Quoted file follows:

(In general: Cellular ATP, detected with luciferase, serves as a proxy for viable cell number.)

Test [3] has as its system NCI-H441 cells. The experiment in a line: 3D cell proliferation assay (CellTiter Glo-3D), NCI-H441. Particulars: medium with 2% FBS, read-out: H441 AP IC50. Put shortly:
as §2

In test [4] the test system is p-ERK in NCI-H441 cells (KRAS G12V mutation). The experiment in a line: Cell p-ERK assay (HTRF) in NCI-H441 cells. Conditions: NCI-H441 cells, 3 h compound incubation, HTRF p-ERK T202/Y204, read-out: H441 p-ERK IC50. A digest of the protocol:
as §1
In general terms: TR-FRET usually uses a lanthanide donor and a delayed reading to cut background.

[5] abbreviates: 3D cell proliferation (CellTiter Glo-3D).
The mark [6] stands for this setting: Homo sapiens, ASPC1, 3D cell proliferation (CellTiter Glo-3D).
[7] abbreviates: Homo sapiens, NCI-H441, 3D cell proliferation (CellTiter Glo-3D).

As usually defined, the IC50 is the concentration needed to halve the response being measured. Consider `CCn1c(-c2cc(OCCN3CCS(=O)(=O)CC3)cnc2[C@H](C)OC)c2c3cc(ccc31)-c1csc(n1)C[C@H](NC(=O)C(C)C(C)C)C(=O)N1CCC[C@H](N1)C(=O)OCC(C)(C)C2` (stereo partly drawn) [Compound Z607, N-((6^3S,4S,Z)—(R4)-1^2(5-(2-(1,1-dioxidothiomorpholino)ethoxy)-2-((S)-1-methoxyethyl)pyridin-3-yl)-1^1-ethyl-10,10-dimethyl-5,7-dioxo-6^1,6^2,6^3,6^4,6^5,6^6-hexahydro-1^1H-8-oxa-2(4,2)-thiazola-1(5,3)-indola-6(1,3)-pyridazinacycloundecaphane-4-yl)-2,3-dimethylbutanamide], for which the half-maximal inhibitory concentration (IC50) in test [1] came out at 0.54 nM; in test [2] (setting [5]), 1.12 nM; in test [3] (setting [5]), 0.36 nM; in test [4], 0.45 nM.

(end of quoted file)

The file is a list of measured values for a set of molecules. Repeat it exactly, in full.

(In general: Cellular ATP, detected with luciferase, serves as a proxy for viable cell number.)

Test [3] has as its system NCI-H441 cells. The experiment in a line: 3D cell proliferation assay (CellTiter Glo-3D), NCI-H441. Particulars: medium with 2% FBS, read-out: H441 AP IC50. Put shortly:
as §2

In test [4] the test system is p-ERK in NCI-H441 cells (KRAS G12V mutation). The experiment in a line: Cell p-ERK assay (HTRF) in NCI-H441 cells. Conditions: NCI-H441 cells, 3 h compound incubation, HTRF p-ERK T202/Y204, read-out: H441 p-ERK IC50. A digest of the protocol:
as §1
In general terms: TR-FRET usually uses a lanthanide donor and a delayed reading to cut background.

[5] abbreviates: 3D cell proliferation (CellTiter Glo-3D).
The mark [6] stands for this setting: Homo sapiens, ASPC1, 3D cell proliferation (CellTiter Glo-3D).
[7] abbreviates: Homo sapiens, NCI-H441, 3D cell proliferation (CellTiter Glo-3D).

As usually defined, the IC50 is the concentration needed to halve the response being measured. Consider `CCn1c(-c2cc(OCCN3CCS(=O)(=O)CC3)cnc2[C@H](C)OC)c2c3cc(ccc31)-c1csc(n1)C[C@H](NC(=O)C(C)C(C)C)C(=O)N1CCC[C@H](N1)C(=O)OCC(C)(C)C2` (stereo partly drawn) [Compound Z607, N-((6^3S,4S,Z)—(R4)-1^2(5-(2-(1,1-dioxidothiomorpholino)ethoxy)-2-((S)-1-methoxyethyl)pyridin-3-yl)-1^1-ethyl-10,10-dimethyl-5,7-dioxo-6^1,6^2,6^3,6^4,6^5,6^6-hexahydro-1^1H-8-oxa-2(4,2)-thiazola-1(5,3)-indola-6(1,3)-pyridazinacycloundecaphane-4-yl)-2,3-dimethylbutanamide], for which the half-maximal inhibitory concentration (IC50) in test [1] came out at 0.54 nM; in test [2] (setting [5]), 1.12 nM; in test [3] (setting [5]), 0.36 nM; in test [4], 0.45 nM.